Spring 2013 has been a slightly disappointing one for interesting migrants on the farm. In previous years we have been treated to a steady trickle of migrant waders stopping off to feed during their northward migration and I had come to expect Greenshank, Wood Sandpiper and a selection of others to drop in. This year just singletons of Greenshank and Wood Sandpiper have appeared and there have been few other surprises. The reasons for this are unclear, although I suspect that it just hasn't been a particularly good year as I believe other wader sites around the county have reported a generally poor spring wader passage.
Anyway, there have been some recent sightings of interest. The first sign of autumn migration came in the form of a Green Sandpiper seen on the 14th - the classic first indication of the onset of autumn wader passage. The post breeding flocks of Lapwings are beginning to build, but there seem to be very few juveniles amongst them so far. A flock of 36 was comprised almost entirely of adult birds. At least one pair of Lapwings fledged a chick on Bridge Field and there are three pairs on the neighbouring fallow arable field with young. Elsewhere in the vale there are some part grown Lapwing chicks at Flotmanby Carr, so although it has been a poor year for Lapwings, perhaps not the total washout that I feared at one stage.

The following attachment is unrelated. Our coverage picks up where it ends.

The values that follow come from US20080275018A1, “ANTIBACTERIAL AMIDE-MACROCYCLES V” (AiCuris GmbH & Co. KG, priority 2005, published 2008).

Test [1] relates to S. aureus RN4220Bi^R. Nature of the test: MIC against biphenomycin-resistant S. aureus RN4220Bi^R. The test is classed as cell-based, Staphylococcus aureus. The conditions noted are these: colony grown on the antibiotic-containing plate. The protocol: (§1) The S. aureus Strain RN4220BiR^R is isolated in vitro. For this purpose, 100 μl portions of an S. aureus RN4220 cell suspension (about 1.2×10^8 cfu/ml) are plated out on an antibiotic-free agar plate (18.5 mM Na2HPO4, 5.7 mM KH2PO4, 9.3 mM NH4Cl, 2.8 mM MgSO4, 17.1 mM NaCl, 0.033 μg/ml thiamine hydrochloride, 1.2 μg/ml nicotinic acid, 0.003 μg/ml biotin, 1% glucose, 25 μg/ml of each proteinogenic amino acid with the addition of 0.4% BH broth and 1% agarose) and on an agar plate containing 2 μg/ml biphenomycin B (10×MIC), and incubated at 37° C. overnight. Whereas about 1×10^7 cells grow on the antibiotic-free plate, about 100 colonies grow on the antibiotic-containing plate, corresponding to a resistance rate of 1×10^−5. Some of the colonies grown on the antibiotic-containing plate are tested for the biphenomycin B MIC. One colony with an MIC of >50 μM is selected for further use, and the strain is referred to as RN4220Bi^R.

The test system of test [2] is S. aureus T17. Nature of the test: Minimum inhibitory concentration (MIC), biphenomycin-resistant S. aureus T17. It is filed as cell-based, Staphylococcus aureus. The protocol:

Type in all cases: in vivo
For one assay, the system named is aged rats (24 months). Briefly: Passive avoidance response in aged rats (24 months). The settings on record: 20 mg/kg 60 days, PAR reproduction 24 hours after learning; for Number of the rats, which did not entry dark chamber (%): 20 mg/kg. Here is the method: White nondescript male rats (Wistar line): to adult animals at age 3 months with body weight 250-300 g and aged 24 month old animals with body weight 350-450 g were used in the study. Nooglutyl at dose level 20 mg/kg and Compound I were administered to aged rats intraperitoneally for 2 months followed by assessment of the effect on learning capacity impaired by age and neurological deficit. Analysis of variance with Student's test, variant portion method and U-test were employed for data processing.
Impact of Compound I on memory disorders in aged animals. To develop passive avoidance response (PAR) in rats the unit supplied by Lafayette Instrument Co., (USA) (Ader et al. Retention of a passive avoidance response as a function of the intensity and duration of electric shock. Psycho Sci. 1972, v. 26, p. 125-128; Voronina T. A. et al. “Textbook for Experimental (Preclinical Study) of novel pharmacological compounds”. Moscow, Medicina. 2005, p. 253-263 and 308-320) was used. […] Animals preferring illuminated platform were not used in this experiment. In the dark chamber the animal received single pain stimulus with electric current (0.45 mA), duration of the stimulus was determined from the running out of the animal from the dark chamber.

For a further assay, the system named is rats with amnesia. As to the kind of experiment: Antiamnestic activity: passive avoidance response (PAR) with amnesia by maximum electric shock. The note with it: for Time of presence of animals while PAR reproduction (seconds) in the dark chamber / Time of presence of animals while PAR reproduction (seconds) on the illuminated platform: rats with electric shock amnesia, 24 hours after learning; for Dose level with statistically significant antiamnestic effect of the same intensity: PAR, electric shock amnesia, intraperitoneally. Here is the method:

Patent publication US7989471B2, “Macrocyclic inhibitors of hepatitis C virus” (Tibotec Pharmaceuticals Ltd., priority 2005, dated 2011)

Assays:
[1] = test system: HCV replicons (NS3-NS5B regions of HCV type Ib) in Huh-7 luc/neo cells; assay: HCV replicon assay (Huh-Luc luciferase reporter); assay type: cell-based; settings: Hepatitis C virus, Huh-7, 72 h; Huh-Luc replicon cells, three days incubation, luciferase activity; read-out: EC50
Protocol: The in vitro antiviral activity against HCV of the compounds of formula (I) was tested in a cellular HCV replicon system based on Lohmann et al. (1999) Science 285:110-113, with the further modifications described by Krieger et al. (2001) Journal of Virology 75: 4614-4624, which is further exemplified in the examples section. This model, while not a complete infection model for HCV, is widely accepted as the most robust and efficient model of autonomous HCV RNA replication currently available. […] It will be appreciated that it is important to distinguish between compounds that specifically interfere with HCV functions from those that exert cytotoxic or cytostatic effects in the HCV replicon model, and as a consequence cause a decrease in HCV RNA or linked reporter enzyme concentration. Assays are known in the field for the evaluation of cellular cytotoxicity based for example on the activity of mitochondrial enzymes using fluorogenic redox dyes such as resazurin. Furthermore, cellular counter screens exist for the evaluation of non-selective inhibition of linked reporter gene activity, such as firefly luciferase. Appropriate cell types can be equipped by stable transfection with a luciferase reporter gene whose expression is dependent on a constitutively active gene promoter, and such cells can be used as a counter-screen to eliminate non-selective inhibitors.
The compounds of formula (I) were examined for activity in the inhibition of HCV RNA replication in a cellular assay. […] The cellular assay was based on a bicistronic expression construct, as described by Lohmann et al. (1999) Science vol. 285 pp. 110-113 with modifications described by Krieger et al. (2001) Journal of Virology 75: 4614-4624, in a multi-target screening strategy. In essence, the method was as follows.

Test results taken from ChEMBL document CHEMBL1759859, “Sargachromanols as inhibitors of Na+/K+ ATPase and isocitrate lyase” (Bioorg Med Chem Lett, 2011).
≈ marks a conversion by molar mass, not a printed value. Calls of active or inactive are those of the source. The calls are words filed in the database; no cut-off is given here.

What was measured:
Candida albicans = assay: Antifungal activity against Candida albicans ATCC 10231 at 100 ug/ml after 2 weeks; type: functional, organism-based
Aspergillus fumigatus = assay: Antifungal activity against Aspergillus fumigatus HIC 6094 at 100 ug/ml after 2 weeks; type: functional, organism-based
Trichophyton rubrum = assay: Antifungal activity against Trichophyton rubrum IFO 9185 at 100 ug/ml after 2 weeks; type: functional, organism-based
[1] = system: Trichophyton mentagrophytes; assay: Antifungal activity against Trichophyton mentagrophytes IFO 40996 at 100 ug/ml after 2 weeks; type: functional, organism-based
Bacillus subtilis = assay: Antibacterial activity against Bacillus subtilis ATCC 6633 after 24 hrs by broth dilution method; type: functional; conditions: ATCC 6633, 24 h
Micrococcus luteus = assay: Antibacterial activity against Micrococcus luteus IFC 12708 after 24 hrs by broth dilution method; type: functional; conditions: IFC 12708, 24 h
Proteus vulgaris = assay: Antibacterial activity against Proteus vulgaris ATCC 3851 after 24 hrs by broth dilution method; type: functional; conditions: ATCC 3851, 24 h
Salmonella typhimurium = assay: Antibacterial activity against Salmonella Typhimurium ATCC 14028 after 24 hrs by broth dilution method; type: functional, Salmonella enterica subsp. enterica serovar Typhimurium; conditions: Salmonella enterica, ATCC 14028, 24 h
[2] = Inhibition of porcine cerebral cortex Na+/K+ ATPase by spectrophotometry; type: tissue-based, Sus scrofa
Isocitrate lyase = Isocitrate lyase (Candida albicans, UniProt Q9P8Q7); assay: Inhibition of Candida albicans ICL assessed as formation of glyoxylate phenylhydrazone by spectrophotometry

This morning I was surprised to hear the territorial calls of a Redshank - the first encounter with this species on the farm since the winter. Perhaps this individual is a bird that has failed to breed elsewhere and likes the look of the conditions on the farm. It is a species that has now been seen on a number of occasions in the past three years and one we hope to attract to breed in due course.
The water levels have been dropped on North Screed and it is now steadily drying out. The remaining deeper pools seem to be attractive to Grey Herons and up to four have been crowded around them. A Little Egret joined them on 14th June - only the third individual seen on the farm.
An Egyptian Goose remains in residence (though where has its mate gone?) and the duck numbers have started to increase as birds finish breeding and begin to find places to moult. Up to eight Teal, two Shoveler, a Gadwall and over 30 Mallard have been present over the past week or so. A sighting of a Peregrine this morning perhaps relates to one of the birds from the late winter/early spring period and doubtless it is eyeing up a duck for a meal.